“What do you think I am, am I your good or am I your bad?”
If you want to be tested by a book, here is the right reading for you.
Dear readers, take this as a test to really be defined as such. We ask you explicitly: are you ready to enter Mario’s thoughts? In his obsessions, in his obsessive and repetitive thoughts? And what if you discover that you could be like Mario? Because yes, it can be.
The book asks us a clear question, indeed it throws it in the face of all of us: who are we with our name, with our faces printed more and more often in photographs? Are we really that name that is on our identity card? The answer is no, we are the repetitions of our thoughts and the masks we put on in the lives we keep standing among family – or families – friends and colleagues.
Mario is a man who has declined himself in three different lives and lives them with the only way he knows: with his own body. Mario knows the world and lives it through his own body, with which he has an obsessive and compulsive relationship, and his own skin; he does not know what love is, he knows only one way to love, only sex and the constant repetitions of the latter. If we are normally used to relating to the world through words, Mario relates to it through sex because it is the only way he has to enter it.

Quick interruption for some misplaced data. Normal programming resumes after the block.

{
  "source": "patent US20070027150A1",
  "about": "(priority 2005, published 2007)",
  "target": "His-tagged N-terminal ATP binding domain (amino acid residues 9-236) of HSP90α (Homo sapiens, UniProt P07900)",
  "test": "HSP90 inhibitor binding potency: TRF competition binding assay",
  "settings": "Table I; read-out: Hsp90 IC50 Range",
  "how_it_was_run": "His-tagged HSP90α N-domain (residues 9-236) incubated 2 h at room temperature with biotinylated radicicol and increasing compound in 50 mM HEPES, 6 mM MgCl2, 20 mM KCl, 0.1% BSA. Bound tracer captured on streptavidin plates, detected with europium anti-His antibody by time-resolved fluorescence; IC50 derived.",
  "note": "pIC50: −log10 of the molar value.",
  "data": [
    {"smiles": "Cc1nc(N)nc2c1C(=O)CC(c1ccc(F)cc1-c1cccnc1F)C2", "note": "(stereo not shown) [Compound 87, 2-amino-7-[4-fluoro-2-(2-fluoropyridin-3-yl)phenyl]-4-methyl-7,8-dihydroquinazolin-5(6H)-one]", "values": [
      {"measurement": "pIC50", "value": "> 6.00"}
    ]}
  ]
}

The protagonist, as you may have already guessed, is the most controversial we can find in our contemporary literature: are we on Mario’s side or not? Is Mario good or bad? Here are other questions: What is right or wrong? What is good or not? What is real and what is just our obsession? Can we trust our memories?
The narrator does not hide from us anything of the thoughts that cross the disputed protagonist and we had the sensation of finding ourselves among the pages of our twentieth-century literature, between a Pirandello or a Svevo, who led us without fear into the less reassuring meanders of the mind of the human being. Necessary note: although there is nothing reassuring in the story told, the book is read with a fluidity that contrasts with every hidden and horrid aspect of Mario’s life. Despite the theme, the reading is smooth and extremely enjoyable. This is why we accepted, as readers, the challenge of reaching the last page where the risk is to remain speechless; for this we praise the talents of Giulio Mozzi who we classify as a writer of the highest level for the ability to keep us glued to the pages of a difficult story, with an arched syntax – as we are almost no longer used to it – but clear.
If you are a comfortable reader who needs a simple bedtime story, we recommend that you read The repetitions to get out of any certainty!
Giulio Mozzi, The repetitions, Marsilio, Venezia, 2021